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Science and Technology Committee slams government digital strategy delays

Science and Technology Committee chairman says he is “disappointed” that the government has still not published its digital transformation strategy

Science and Technology Committee chairman Stephen Metcalfe has written to digital minister Matt Hancock criticising the government for failing to publish its digital transformation strategy.

He also criticised the government for taking six months to submit a response to the select committee’s digital skills crisis report, which was published in June 2016.

“Our disappointment over such a long delay is compounded by the continued absence of the government’s long-promised digital strategy, because much of the focus of our report was that digital strategy,” Metcalfe said in his letter to Hancock.

The strategy, which has been delayed repeatedly, is, according to the government, intended to “take digital transformation further than ever before” by prioritising an overhaul of the civil service, including breaking down silos, changing back-office processes and systems, and increasing collaboration.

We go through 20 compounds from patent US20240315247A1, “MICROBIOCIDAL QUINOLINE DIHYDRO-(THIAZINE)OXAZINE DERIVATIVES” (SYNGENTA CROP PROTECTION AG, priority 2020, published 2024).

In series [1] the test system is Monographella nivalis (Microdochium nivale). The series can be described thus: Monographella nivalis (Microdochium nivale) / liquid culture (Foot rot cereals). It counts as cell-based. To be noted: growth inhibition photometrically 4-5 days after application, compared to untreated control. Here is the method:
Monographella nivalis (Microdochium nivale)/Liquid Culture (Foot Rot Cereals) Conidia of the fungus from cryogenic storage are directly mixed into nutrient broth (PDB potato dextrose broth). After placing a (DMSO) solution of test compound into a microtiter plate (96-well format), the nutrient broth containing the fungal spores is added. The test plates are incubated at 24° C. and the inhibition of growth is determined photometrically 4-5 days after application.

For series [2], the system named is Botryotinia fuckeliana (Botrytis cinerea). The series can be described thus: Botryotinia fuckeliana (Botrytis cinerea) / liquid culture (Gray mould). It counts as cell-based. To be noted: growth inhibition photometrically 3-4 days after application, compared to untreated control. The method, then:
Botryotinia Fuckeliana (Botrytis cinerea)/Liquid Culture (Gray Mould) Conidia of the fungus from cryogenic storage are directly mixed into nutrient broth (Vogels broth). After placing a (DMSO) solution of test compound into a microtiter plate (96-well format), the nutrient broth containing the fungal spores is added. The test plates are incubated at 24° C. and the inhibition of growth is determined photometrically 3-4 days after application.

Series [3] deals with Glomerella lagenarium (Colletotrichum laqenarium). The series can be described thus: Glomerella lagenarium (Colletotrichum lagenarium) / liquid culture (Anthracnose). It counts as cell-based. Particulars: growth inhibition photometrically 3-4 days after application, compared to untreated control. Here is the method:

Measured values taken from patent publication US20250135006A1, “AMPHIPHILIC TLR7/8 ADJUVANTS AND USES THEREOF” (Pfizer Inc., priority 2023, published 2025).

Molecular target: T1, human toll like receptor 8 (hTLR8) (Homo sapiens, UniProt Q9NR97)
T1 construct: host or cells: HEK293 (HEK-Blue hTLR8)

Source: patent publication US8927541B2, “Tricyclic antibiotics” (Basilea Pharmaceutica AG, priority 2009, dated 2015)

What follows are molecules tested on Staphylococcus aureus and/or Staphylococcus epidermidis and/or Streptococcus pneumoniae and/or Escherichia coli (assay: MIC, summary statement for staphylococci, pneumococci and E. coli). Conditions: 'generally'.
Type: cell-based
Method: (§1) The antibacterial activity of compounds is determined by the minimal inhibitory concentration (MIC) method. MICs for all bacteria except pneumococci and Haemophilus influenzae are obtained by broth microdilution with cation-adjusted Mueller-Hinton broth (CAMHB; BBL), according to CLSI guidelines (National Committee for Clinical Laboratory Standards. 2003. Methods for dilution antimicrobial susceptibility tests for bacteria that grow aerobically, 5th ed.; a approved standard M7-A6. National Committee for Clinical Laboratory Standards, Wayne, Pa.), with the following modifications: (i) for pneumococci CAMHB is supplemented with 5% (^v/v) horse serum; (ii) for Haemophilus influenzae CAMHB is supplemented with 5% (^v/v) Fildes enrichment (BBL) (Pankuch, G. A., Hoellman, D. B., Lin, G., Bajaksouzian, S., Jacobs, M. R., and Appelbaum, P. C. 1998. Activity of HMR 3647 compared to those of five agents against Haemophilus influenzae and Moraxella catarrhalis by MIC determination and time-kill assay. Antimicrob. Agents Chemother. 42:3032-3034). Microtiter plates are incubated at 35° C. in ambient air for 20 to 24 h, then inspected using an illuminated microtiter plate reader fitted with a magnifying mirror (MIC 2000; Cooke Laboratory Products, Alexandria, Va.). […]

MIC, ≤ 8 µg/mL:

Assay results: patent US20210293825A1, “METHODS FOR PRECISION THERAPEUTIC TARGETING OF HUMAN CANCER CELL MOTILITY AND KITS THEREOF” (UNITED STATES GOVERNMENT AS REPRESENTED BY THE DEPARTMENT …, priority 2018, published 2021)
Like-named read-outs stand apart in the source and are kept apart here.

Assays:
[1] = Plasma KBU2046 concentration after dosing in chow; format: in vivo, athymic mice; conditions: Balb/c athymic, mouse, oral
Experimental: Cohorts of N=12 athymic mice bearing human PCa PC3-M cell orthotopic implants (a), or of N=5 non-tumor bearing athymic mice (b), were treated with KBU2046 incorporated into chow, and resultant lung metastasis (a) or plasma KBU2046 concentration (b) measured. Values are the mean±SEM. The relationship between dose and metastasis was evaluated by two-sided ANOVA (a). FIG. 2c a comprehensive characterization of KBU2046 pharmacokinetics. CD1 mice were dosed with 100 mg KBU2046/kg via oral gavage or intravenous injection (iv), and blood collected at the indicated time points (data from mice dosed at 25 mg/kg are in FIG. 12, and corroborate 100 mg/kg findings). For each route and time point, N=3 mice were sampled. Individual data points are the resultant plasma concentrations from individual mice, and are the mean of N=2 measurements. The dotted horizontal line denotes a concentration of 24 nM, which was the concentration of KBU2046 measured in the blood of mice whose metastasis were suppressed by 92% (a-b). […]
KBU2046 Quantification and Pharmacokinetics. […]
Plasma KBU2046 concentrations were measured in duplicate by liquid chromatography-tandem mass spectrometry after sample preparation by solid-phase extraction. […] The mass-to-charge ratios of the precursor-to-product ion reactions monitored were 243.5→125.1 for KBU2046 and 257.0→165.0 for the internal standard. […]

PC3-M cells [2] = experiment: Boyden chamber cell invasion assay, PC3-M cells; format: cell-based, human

The Government Digital Service (GDS) has yet to publish a strategy since being awarded a £450m budget in the November 2015 government spending review. The strategy has been delayed several times. In March 2016, the then digital minister, Ed Vaizey, told a select committee hearing that the strategy was written and ready to go, but the government had to delay publication because of the EU referendum.

The government then promised to publish the strategy by Christmas, but - as revealed by Computer Weekly - that was also pushed back and there is still no sign of its appearance.

In his letter, Metcalfe said he failed to understand why the government was dragging its feet both with regard to the strategy and its response to the committee’s skills crisis report.

“I would be grateful for your assessment of the reasons why the response has taken so long to finalise and why the strategy continues to be a work in progress nearly a year after your predecessor considered it already largely completed,” he said.

“It would be helpful also to have any indication you could give us of when the strategy is likely to be published.”

A draft version of the strategy, seen by Computer Weekly, shows an ambitious “end-to-end transformation”, but potential problems could arise from its reliance on buy-in from Whitehall departments, several of which have previously been hostile to GDS’s involvement.

A background document, also seen by Computer Weekly, said that under the strategy, GDS would continue to provide “leadership, support and expertise” to departments as they worked to transform public services. The organisation would also scrutinise departmental plans on digital and technology spend.

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